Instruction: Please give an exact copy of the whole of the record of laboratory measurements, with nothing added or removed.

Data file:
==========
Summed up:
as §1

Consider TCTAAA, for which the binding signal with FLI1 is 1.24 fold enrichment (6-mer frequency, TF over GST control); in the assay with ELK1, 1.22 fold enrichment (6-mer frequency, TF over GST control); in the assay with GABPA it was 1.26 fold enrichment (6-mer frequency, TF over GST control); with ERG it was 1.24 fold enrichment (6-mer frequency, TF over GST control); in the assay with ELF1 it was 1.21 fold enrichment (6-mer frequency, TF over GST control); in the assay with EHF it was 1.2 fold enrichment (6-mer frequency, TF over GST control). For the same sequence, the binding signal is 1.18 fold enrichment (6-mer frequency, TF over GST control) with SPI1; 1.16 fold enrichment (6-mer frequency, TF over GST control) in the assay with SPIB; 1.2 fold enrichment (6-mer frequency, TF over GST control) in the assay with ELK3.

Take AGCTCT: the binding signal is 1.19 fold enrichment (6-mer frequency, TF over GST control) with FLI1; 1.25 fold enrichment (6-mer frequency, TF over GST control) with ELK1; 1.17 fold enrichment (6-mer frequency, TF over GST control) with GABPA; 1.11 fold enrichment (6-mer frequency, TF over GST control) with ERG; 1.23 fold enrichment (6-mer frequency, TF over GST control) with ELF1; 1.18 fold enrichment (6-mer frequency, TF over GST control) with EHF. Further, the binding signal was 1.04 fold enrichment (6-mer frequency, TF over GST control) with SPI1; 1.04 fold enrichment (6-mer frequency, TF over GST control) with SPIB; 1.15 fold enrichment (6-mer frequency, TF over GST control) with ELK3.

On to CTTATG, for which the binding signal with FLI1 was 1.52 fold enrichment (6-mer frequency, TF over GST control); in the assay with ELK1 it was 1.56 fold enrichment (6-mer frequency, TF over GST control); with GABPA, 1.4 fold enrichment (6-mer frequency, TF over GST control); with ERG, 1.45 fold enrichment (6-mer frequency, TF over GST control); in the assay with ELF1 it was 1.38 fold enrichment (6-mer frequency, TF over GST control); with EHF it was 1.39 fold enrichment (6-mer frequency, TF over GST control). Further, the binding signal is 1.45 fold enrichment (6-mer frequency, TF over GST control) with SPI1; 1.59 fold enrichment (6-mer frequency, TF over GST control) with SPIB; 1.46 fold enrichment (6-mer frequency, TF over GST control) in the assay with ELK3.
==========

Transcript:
Summed up:
as §1

Consider TCTAAA, for which the binding signal with FLI1 is 1.24 fold enrichment (6-mer frequency, TF over GST control); in the assay with ELK1, 1.22 fold enrichment (6-mer frequency, TF over GST control); in the assay with GABPA it was 1.26 fold enrichment (6-mer frequency, TF over GST control); with ERG it was 1.24 fold enrichment (6-mer frequency, TF over GST control); in the assay with ELF1 it was 1.21 fold enrichment (6-mer frequency, TF over GST control); in the assay with EHF it was 1.2 fold enrichment (6-mer frequency, TF over GST control). For the same sequence, the binding signal is 1.18 fold enrichment (6-mer frequency, TF over GST control) with SPI1; 1.16 fold enrichment (6-mer frequency, TF over GST control) in the assay with SPIB; 1.2 fold enrichment (6-mer frequency, TF over GST control) in the assay with ELK3.

Take AGCTCT: the binding signal is 1.19 fold enrichment (6-mer frequency, TF over GST control) with FLI1; 1.25 fold enrichment (6-mer frequency, TF over GST control) with ELK1; 1.17 fold enrichment (6-mer frequency, TF over GST control) with GABPA; 1.11 fold enrichment (6-mer frequency, TF over GST control) with ERG; 1.23 fold enrichment (6-mer frequency, TF over GST control) with ELF1; 1.18 fold enrichment (6-mer frequency, TF over GST control) with EHF. Further, the binding signal was 1.04 fold enrichment (6-mer frequency, TF over GST control) with SPI1; 1.04 fold enrichment (6-mer frequency, TF over GST control) with SPIB; 1.15 fold enrichment (6-mer frequency, TF over GST control) with ELK3.

On to CTTATG, for which the binding signal with FLI1 was 1.52 fold enrichment (6-mer frequency, TF over GST control); in the assay with ELK1 it was 1.56 fold enrichment (6-mer frequency, TF over GST control); with GABPA, 1.4 fold enrichment (6-mer frequency, TF over GST control); with ERG, 1.45 fold enrichment (6-mer frequency, TF over GST control); in the assay with ELF1 it was 1.38 fold enrichment (6-mer frequency, TF over GST control); with EHF it was 1.39 fold enrichment (6-mer frequency, TF over GST control). Further, the binding signal is 1.45 fold enrichment (6-mer frequency, TF over GST control) with SPI1; 1.59 fold enrichment (6-mer frequency, TF over GST control) with SPIB; 1.46 fold enrichment (6-mer frequency, TF over GST control) in the assay with ELK3.